and digital games
that reflect your
Learn the fundamentals of compelling game design in our in-person or virtual programs
As of 4/12/2023, The UCLA Game Lab Precollege Summer Institute Session B (In-Person) is closed to new applicants. Students interested in applying for a 2023 summer institute in game design are encouraged to apply to the virtual version of the program.
The UCLA Game Lab Summer Institute introduces high school students to game-making as a form of artistic practice, teaching them the techniques and tools that will help them develop analog and digital games that reflect their own creative voice and vision. We now offer two versions of our institute–an in-person, residential experience, as well as a virtual/online program. These programs are identical in terms of curriculum design, lesson objectives, and hands-on, faculty guidance and support. No previous game-making skills are required, but students with an interest in games and in the visual arts, in particular, will find our institute especially stimulating and rewarding. Students in the program develop a solid aesthetic and technical foundation in various aspects of game design–but just as importantly, they begin learning how to express their own, personal ideas through game-making and game art.
Taught by alumni of the internationally renowned UCLA Game Lab, the two-week program leads students through four, hands-on courses in game development. These workflow-oriented classes focus on:
- Learning the fundamentals of game design
- Creating compelling game characters
- Building game worlds
- Programming/coding games
By the end of the two weeks, students will have created complete games or game assets in each of the four classes. Students leave the program with game art they can include in their college application portfolios.
The institute also provides students with a rare opportunity to receive invaluable feedback that will prove useful to academic and career considerations in the gaming field and earn four units of pass/no pass UC credit.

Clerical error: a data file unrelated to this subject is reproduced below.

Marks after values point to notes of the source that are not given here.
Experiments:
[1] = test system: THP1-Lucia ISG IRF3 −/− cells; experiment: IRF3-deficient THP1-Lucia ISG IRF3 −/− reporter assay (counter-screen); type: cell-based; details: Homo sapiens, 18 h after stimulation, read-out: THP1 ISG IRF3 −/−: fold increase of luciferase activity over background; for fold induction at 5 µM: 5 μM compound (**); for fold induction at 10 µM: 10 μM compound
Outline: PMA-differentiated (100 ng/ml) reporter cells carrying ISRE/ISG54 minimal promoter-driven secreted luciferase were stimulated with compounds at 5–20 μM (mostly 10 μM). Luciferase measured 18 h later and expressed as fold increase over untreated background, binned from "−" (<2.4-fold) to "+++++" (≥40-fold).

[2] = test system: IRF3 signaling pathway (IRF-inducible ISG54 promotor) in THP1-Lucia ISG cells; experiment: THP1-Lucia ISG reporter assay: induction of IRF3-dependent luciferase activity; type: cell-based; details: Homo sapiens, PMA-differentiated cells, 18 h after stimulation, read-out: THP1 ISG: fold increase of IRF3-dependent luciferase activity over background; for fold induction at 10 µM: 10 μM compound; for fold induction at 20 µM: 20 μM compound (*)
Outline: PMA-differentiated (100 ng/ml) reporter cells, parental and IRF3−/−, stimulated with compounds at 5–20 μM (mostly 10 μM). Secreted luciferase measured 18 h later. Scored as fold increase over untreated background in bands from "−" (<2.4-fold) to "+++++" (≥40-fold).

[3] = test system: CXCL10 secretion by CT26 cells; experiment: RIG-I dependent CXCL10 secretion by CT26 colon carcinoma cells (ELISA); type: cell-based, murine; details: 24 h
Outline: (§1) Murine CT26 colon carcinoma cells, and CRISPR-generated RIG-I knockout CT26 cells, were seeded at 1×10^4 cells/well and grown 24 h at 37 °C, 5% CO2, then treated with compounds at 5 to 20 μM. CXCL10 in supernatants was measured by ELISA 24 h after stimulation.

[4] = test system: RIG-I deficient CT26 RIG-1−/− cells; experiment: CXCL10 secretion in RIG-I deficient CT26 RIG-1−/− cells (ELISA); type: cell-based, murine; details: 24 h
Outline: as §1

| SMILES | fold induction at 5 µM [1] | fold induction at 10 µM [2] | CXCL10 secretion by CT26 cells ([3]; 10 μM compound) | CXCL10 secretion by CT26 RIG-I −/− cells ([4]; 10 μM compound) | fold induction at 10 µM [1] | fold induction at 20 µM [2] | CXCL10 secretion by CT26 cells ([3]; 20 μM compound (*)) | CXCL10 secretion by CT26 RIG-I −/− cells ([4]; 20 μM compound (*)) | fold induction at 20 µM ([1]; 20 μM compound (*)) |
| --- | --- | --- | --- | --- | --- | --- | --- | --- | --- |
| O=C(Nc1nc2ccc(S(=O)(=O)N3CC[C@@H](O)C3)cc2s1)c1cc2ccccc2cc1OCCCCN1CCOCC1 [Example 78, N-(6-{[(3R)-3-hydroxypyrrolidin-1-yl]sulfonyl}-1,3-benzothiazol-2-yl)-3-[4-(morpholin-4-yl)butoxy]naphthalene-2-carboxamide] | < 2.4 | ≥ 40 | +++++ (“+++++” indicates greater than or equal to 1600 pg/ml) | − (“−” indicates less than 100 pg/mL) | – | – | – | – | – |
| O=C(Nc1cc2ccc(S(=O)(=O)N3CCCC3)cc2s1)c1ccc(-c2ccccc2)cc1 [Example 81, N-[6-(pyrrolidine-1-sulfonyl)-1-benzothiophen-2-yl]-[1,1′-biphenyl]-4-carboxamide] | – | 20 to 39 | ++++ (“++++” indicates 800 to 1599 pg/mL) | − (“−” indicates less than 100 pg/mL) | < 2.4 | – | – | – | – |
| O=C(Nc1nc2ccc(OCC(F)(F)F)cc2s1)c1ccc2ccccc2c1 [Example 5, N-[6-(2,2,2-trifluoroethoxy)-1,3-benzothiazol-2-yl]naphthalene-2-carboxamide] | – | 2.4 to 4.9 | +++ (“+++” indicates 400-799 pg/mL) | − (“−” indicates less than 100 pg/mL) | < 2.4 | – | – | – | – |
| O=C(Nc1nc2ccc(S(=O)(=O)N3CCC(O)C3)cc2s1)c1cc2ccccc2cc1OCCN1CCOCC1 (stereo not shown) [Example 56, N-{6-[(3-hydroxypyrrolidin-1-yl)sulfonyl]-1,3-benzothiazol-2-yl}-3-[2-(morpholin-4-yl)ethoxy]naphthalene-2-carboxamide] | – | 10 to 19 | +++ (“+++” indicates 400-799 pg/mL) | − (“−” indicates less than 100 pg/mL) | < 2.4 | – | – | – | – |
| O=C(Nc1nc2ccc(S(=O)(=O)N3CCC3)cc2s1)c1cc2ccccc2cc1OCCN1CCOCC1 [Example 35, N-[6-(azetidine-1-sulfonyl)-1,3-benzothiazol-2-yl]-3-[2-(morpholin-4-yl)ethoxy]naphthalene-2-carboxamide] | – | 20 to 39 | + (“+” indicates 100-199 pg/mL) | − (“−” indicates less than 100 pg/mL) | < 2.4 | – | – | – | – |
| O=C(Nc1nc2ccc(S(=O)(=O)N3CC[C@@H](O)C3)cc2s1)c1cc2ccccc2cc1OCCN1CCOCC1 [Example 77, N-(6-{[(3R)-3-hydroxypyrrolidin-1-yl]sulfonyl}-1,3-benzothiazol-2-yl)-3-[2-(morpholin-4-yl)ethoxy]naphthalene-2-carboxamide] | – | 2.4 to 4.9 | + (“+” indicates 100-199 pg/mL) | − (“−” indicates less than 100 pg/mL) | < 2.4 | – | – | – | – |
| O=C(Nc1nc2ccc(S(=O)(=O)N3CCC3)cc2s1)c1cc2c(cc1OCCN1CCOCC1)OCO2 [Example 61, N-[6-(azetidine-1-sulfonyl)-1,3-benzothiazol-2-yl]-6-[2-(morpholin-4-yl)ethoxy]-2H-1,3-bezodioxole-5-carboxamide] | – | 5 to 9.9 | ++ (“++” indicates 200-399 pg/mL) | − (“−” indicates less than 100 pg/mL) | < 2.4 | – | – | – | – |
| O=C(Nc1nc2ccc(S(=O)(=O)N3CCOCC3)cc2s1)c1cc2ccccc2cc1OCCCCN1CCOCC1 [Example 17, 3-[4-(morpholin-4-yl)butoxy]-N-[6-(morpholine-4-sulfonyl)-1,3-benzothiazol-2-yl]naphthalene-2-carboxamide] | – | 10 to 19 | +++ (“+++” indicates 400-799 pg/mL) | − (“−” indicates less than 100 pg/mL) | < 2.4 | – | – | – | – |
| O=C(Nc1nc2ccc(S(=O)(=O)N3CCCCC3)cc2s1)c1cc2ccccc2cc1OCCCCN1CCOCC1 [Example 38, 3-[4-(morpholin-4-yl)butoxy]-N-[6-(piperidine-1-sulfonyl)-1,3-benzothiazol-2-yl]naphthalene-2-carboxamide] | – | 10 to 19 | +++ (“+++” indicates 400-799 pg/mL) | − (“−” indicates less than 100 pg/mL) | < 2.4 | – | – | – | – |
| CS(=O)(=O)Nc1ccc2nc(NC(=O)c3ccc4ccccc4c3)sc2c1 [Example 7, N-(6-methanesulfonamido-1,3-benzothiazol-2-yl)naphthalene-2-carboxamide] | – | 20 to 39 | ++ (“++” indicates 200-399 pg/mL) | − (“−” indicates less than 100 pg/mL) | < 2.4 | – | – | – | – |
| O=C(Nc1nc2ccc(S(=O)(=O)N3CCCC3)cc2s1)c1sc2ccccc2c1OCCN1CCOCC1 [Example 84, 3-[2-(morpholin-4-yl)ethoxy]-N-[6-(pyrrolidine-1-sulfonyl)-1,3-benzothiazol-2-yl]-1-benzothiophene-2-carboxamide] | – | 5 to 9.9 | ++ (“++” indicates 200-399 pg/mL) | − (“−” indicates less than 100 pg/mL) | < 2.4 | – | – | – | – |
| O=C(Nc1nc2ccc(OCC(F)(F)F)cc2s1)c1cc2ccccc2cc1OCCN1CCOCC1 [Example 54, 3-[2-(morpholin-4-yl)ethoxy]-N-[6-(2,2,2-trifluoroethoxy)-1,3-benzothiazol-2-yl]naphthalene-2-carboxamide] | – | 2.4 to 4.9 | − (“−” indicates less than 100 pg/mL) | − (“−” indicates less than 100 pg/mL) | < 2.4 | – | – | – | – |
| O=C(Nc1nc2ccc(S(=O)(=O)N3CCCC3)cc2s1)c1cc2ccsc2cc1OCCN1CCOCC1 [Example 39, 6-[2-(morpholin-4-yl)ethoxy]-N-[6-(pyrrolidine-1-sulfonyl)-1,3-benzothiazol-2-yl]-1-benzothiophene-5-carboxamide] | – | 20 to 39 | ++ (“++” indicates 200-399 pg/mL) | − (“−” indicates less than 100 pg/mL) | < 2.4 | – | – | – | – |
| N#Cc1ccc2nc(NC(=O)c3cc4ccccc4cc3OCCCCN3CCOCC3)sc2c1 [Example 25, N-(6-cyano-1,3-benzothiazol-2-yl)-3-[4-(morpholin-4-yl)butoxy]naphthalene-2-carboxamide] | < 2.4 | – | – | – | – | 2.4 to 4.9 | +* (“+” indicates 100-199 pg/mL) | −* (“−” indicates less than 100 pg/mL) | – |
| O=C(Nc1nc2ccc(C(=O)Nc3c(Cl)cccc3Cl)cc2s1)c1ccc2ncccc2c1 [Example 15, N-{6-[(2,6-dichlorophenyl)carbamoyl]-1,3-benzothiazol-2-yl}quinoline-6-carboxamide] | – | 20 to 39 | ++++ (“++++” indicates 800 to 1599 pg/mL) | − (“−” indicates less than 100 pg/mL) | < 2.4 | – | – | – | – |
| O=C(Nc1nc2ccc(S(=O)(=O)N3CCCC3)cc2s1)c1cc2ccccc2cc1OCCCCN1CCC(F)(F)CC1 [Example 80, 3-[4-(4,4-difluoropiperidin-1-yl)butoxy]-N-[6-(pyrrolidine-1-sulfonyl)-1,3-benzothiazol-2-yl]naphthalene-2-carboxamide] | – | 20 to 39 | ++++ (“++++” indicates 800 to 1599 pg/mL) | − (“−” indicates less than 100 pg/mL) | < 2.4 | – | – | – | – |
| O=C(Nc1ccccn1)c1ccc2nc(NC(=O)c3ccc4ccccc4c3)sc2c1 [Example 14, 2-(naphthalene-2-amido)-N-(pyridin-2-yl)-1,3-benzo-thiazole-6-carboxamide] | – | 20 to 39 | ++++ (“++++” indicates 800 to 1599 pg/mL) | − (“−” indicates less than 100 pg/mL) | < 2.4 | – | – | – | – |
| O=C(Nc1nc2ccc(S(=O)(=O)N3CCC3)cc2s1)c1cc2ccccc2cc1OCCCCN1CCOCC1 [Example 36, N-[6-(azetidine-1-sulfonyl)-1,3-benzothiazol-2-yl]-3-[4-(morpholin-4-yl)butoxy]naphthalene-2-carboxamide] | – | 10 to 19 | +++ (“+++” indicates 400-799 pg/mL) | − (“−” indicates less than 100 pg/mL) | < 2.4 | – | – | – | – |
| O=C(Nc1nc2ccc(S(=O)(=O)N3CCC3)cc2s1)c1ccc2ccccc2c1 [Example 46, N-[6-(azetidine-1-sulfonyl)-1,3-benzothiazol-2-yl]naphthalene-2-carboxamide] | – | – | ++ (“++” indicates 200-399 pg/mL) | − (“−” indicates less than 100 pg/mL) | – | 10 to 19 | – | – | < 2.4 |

Game Lab Summer Institute Program
During the two-week program, students will be introduced to the art and technology of game development through a four-course curriculum. These courses are designed to complement each other, providing students a comprehensive introduction to making games and games art. This includes learning the fundamentals of game design; creating characters and avatars that express personality and identity through animation or movement; building unique and compelling game worlds to navigate or explore; and developing programming skills to create interactive, gameplay experiences.
This course will introduce students to the fundamentals of game design, such as creating playable characters, designing conflicts and choices, and giving players compelling motivations and goals. Students will work to create their own tabletop game with a focus on game systems, game flow, creativity, and aesthetics. It is the goal of this course for students not only to produce an original game, but also to develop an understanding of how game design really works, and to explore the potential of games for creative expression.
Videogames give us characters to control, and this course provides an introduction on how to create playable characters through modeling and animation. Students will develop a 2D character or avatar, which they will learn how to bring to life through stylized visualization and movement. This emphasis allows students to learn various aspects of modeling and animation as applied through After Effects, a state-of the-art modeling and animation application.
Videogames rely on world building to give game environments narrative potential and playful motivation. In this course, students will put the concept of world building into practice by creating a game environment in the Unity game engine (a leading development platform for creating indie/professional games). Students will use multiple environmental elements, such as buildings, plants, terrain, and lighting to create a navigable game world.